Maxwell has maintained her innocence since her arrest last summer at a secluded luxury home in New Hampshire.

When Maxwell was arrested, she faced six counts, including conspiracy to entice minors to travel to engage in illegal sex acts, enticement of a minor to travel to engage in illegal sex acts, conspiracy to transport minors with intent to engage in criminal sexual activity, transportation of a minor with intent to engage in criminal sexual activity, and perjury.

Her attorneys did not immediately respond to a request for comment on the new charges.

She is being held in federal detention in Brooklyn.

Epstein, a convicted sex offender, was found dead in his cell in federal custody in New York in August 2019, where he was awaiting trial on serious charges just over a month after his arrest on charges of sex trafficking girls as young as 14.

Epstein and Maxwell’s arrests have spurred intense scrutiny of Prince Andrew, who was a friend of both purported sex traffickers.

Virginia Giuffre, one of Epstein’s many accusers, alleged in a civil lawsuit that Maxwell lured her into Epstein’s circle under the false pretense of massage work.

After being pulled into their orbit, Maxwell forced her to have sex with powerful men, including Prince Andrew, the Duke of York, when she was just 17, Giuffre claimed. Maxwell denies the claims. Andrew directly and via statements from Buckingham Palace has vehemently and repeatedly denied all of Giuffre’s claims.

William Walker

Pelosi taps D.C. National Guard chief as top House security official

Speaker Nancy Pelosi has tapped the head of Washington, D.C.,’s National Guard, Maj. Gen. William Walker, as the House’s new top security official. Walker, a 39-year military veteran, will become the House’s permanent sergeant-at-arms, Pelosi announced Friday. He succeeds Timothy Blodgett, who took over the post temporarily in the wake of the Jan. 6 insurrection at the Capitol. The previous permanent sergeant-at-arms, Paul Irving, was pushed out of the job after Jan. 6, amid recriminations over the security failures that allowed a mob of thousands of Donald Trump's supporters to occupy the Capitol and delay Congress’ certification of the 2020 election results.

Read More
William Walker

Pelosi taps D.C. National Guard chief as top House security official

Speaker Nancy Pelosi has tapped the head of Washington, D.C.,’s National Guard, Maj. Gen. William Walker, as the House’s new top security official. Walker, a 39-year military veteran, will become the House’s permanent sergeant-at-arms, Pelosi announced Friday. He succeeds Timothy Blodgett, who took over the post temporarily in the wake of the Jan. 6 insurrection at the Capitol. The previous permanent sergeant-at-arms, Paul Irving, was pushed out of the job after Jan. 6, amid recriminations over the security failures that allowed a mob of thousands of Donald Trump's supporters to occupy the Capitol and delay Congress’ certification of the 2020 election results.

“His historic appointment as the first Black American to serve as Sergeant-at-Arms is an important step forward for this institution and our nation,” Pelosi said in a statement. The California Democrat also noted that Walker had a long career as a special agent with the Drug Enforcement Administration.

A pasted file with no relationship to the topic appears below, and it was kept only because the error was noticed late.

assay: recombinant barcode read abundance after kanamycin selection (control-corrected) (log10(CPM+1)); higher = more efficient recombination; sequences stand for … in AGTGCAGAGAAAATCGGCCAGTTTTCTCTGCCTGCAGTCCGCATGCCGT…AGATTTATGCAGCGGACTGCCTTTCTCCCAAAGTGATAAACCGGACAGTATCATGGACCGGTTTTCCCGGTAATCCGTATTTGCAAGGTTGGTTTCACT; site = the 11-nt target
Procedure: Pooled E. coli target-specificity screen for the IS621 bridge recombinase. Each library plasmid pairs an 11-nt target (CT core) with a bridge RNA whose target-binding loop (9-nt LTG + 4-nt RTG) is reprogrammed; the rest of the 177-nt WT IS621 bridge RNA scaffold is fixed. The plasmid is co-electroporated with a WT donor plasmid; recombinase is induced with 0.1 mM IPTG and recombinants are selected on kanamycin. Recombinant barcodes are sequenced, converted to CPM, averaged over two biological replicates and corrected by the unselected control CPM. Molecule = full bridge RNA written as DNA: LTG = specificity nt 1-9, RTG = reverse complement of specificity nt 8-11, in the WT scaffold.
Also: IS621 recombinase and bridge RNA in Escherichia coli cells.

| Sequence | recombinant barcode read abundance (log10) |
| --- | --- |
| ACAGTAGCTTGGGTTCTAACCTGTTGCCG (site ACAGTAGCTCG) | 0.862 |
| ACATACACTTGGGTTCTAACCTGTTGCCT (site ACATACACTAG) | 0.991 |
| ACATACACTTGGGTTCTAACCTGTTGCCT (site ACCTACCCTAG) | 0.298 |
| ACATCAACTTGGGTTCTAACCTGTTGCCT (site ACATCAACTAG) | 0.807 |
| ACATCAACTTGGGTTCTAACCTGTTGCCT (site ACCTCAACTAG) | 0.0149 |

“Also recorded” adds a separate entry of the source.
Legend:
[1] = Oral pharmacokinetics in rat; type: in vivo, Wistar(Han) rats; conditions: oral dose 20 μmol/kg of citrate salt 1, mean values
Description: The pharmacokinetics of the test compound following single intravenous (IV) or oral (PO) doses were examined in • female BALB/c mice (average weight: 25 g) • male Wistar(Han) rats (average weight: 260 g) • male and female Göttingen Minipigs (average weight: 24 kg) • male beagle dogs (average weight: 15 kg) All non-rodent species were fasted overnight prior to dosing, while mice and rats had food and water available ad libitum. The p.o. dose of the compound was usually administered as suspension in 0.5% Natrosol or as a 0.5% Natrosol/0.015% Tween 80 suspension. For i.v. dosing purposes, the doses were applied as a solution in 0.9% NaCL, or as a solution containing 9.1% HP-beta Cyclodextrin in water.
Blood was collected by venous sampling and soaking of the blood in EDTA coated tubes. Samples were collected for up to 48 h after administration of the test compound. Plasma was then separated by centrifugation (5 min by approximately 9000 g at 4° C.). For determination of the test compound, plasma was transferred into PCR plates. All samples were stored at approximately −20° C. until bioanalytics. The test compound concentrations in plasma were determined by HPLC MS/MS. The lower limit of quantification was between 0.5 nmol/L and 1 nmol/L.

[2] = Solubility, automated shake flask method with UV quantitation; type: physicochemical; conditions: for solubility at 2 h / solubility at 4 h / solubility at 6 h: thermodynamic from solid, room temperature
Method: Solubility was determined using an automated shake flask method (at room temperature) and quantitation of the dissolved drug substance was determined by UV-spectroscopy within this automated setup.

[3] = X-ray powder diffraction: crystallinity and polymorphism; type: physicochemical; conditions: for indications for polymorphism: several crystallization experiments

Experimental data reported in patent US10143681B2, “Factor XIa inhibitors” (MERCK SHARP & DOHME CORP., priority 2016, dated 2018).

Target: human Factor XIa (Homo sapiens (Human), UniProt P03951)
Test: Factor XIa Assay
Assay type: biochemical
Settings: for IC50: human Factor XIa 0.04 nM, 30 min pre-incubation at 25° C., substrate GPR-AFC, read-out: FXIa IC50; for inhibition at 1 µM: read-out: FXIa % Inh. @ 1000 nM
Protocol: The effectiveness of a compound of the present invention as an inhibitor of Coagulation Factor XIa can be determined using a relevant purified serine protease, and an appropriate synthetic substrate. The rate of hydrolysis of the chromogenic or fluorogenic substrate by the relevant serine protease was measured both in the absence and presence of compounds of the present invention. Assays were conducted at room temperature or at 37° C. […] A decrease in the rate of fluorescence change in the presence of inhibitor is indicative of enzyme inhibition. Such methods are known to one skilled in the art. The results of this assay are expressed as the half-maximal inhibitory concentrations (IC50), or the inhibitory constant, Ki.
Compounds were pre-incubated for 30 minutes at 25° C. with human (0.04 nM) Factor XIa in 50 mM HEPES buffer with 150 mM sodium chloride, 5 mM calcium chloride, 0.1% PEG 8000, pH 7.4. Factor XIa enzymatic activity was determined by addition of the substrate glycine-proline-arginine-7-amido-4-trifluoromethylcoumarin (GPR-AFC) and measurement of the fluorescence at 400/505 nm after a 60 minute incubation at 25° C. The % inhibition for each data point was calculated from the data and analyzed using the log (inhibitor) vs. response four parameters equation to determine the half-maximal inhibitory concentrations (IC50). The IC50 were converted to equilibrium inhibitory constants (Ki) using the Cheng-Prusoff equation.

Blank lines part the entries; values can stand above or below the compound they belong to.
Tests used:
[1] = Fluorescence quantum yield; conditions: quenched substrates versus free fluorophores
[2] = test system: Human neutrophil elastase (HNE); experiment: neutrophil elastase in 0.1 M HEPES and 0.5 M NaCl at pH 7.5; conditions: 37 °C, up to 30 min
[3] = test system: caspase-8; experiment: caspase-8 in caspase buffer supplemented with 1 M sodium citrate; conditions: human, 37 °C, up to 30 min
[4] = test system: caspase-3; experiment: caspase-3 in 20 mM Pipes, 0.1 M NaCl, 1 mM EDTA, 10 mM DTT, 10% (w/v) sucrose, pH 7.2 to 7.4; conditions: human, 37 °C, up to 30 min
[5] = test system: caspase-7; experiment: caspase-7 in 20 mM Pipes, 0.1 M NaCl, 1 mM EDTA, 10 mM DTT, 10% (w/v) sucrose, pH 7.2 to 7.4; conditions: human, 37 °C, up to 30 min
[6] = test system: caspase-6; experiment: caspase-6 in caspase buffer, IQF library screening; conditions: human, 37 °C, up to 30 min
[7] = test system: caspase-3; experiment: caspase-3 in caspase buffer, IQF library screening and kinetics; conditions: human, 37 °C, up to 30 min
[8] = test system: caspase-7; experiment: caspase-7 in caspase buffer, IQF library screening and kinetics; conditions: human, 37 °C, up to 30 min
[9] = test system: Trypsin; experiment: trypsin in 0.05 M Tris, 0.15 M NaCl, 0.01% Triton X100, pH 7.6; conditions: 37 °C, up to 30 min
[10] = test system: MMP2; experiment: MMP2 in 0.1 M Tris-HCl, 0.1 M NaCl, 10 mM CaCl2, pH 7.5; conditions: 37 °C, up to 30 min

Walker has provided key information about the timeline of events that led to the security breakdown on Jan. 6. In Senate testimony earlier this month, he said he relayed an urgent plea from the head of the Capitol Police to senior Pentagon officials seeking backup for the overwhelmed police force.

But that request languished for more than three hours, Walker has said, until final approval just after 5 p.m. That delay in the official dispatching of the guard has become a key focus of lawmakers’ investigations into the riot.

Walker also has described a 2:30 p.m. phone call between Capitol Police and Pentagon brass and said senior Pentagon officials seemed to lack urgency despite frantic pleas from those inside the building.

Walker was the 23rd commanding general of the D.C. National Guard and previously spent three decades as a guardsman and DEA agent.

Asa Hutchinson

GOP Gov. admits ‘Near-Total Abortion Ban’ is unconstitutional

Gov. Asa Hutchinson (R-AR) said he only signed what has been widely described as a “near-total abortion ban” in his state this month because he hopes it leads to the Supreme Court taking away women’s rights to make decisions about their own bodies. Hutchinson was speaking during an appearance on CNN’s State of the Union, after host Dana Bash raised with the issue with him.

Read More
Asa Hutchinson

GOP Gov. admits ‘Near-Total Abortion Ban’ is unconstitutional

Gov. Asa Hutchinson (R-AR) said he only signed what has been widely described as a “near-total abortion ban” in his state this month because he hopes it leads to the Supreme Court taking away women’s rights to make decisions about their own bodies. Hutchinson was speaking during an appearance on CNN’s State of the Union, after host Dana Bash raised with the issue with him.

“Even when you signed it, you said you had reservations about the law, saying that it violates Supreme Court precedent,” Bash said. “So to be clear, did you sign this bill because you hope it will be a vehicle for the Supreme Court to look at overturning Roe v. Wade.

“Yes, that was the whole design of the law,” Hutchinson told Bash. “It is not constitutional under Supreme Court cases right now.”

Claiming that he “preferred a rape and incest exception,” the governor added, “I didn’t get a vote on that and so I signed it because it is a direct challenge to Roe v. Wade, that was the intent of it, I think there’s a very narrow chance that the Supreme Court will accept that case, but we’ll see.”

The new Arkansas law only allows abortion in cases where the life of the mother is directly threatened. It is not expected to be enforced until summer 2021 at the earliest, which allows time for challenges at the lower court level before it takes effect.